Head and Neck - make sure that your screen is directly in front of you so you don't have to twist. If you are copying from text then place it in front of you (blutak it to the screen and proof read later!). The monitor needs to be roughly an arms' length away and should be at eye level. This will mean that you don't have to move your head about to see the screen. If the monitor is too high or low then you will have to look either up or down for prolonged periods - this can strain the upper back, neck and shoulder muscles and might cause pain and stiffness. If you find yourself peering at the screen, or leaning forwards to read the text, then maybe get your eyes checked, rather than risking neck pain and headaches.
Keyboard and Mouse - make sure that these are close to your body and that you're not reaching out for them. Over-reaching for the mouse can cause prolonged strain on the whole arm and shoulder and seems to be one of the main causes for work-related upper limb pain. Use wireless ones if you can - it minimises the clutter on the desk and makes the mouse easier to move.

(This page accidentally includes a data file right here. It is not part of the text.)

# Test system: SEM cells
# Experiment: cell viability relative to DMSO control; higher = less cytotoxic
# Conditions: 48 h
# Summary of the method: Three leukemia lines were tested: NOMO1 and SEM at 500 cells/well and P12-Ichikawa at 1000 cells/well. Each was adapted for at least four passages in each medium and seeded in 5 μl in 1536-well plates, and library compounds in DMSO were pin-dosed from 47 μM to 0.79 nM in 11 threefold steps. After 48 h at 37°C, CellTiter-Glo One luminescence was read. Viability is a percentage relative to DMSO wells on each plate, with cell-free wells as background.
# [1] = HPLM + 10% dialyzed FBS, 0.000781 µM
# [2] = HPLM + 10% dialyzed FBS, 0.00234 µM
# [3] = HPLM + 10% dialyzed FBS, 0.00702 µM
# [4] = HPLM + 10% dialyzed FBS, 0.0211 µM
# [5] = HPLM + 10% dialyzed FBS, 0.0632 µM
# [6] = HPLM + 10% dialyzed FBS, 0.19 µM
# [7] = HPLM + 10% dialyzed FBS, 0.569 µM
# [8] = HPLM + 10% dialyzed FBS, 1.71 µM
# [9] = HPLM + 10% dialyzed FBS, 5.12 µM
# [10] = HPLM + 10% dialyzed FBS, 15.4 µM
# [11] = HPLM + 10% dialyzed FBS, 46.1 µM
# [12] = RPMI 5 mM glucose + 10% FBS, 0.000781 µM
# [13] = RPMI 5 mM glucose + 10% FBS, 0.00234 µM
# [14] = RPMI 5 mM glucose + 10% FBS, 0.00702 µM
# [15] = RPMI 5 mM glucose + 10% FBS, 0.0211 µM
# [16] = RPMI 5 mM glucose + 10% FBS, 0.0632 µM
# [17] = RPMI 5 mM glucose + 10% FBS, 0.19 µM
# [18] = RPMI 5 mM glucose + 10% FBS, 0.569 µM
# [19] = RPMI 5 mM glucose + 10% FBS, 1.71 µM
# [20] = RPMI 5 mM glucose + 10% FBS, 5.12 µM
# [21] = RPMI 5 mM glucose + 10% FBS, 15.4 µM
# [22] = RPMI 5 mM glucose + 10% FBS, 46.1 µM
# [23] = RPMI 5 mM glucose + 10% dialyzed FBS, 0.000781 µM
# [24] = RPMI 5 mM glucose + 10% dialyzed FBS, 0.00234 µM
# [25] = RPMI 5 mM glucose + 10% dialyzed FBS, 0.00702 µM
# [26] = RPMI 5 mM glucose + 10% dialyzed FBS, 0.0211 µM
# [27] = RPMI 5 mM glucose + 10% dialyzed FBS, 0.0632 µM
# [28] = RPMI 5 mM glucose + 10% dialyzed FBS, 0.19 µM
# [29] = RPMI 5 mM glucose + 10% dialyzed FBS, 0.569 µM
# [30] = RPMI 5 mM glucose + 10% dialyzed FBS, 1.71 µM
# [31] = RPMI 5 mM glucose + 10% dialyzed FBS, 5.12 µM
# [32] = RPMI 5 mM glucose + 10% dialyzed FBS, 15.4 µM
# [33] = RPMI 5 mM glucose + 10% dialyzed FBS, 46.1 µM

Desk - in order for your arms and wrists to be in the correct position on the keyboard and mouse, your desk should be about level with your tummy button. You might need to raise the height of your chair to achieve this, but don't leave your legs dangling... find your shoebox/foot rest!
Wriggle! - it is important to move about and change position regularly to relieve the pressure and strain on the body. Don't sit for more than 30-40 minutes; get up and walk around for a couple of minutes before sitting back down again (make sure you adopt the correct posture!). I suggest that patients stand up to answer the phone - there are whole offices in Anglesey with people bobbing up and down every five minutes (they're much less stiff and achey!). Remember 'face to face' time - go to see people down the corridor rather than using the internal email - make movement your friend (time away from the tedium of your desk has to be a good thing...!).
Phone - use a headset if you are on the phone for any length of time, particularly if you have to be writing or typing at the same time. Holding the phone under your chin will cause your neck to 'crick' and shoulder muscles to tighten up quickly - more neck and upper back pain!